The UK is said to have 1,400 dating apps and sites alone, and that number continues to rise¹. There is no doubt that attitudes towards relationships and sex has evolved. Now easier than ever before people can use apps to connect with strangers and ‘hook-up’. This liberal way of connecting could be putting people at risk and may be adding to the rise of STIs²? Is it time for greater public awareness on safer sex and how we can reduce the risk of contracting sexually transmitted viruses?
Last year Public Health England recorded an STI increase in syphilis by 20 percent and gonorrhoea by 11 percent between 2014 and 2015³. Although the trend in STIs has continued to rise year on year, the debate has now shifted to whether this increase has been compounded by the use of dating apps. Whether true or not, technology is here to stay and has changed behaviour. How we educate and reach people who use these apps should also advance.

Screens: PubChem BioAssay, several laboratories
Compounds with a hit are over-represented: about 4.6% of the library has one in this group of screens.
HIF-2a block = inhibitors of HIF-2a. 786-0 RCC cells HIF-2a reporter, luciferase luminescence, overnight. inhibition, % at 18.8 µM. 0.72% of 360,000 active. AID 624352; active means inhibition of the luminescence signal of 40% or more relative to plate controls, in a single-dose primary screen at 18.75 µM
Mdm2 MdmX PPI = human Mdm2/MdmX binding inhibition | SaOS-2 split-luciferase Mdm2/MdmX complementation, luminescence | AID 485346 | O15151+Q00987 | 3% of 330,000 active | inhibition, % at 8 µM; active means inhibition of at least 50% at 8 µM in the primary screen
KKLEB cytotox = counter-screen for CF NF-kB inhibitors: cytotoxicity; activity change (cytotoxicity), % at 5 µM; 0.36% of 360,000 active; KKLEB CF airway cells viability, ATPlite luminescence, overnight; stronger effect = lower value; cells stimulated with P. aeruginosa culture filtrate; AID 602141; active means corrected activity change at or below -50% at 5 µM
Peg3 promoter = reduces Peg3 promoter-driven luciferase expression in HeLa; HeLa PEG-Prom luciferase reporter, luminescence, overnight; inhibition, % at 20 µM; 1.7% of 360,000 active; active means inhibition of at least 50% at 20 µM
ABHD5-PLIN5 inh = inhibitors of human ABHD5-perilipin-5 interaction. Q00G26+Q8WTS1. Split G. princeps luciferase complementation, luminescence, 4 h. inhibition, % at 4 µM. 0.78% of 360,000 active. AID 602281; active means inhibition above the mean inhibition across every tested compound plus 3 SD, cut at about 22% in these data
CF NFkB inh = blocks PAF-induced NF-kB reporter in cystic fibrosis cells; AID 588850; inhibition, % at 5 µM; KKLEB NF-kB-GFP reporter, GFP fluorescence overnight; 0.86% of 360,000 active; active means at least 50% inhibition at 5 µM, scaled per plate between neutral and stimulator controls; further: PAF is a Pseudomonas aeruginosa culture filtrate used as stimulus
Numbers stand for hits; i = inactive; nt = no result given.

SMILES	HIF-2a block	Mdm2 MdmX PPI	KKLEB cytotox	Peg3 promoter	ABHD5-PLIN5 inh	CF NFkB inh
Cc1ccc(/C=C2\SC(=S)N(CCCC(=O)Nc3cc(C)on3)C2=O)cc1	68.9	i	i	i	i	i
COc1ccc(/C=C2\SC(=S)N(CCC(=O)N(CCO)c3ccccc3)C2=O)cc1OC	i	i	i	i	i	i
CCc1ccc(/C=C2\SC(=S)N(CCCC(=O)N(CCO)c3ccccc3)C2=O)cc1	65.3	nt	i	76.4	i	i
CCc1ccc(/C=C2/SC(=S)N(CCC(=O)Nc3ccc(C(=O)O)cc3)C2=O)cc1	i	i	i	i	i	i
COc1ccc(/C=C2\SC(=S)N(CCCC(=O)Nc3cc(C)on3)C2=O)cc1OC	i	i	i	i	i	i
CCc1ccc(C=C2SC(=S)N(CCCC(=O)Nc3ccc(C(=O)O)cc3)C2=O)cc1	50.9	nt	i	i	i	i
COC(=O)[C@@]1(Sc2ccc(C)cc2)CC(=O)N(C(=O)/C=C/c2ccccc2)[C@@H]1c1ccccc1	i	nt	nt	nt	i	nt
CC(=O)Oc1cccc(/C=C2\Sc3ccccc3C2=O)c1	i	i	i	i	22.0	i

Could the owners of these apps themselves be the key to a solution? Should they take greater responsibility in providing support and information? Or is the prospect of catching an STI unpalatable for a hook-up app to discuss?
Convenience culture is everywhere; contactless payments, click and collect, and on-demand TV. We want it all now. Fortunately we can use apps and other associated technology to tap into this trend e.g. bioLytical’s INSTI HIV test. With a simple blood sample extracted in an easy-to-use test, the INSTI HIV Self Test provides instant results and is over 99% accurate.
The future of medicine, education and technology could be to work in synergy and deliver a clear message of responsible sex. In fact, with the power of technology, dispelling and pushing the message out has never been easier. Surely using all available resources to fight against STIs is the only way to win the battle.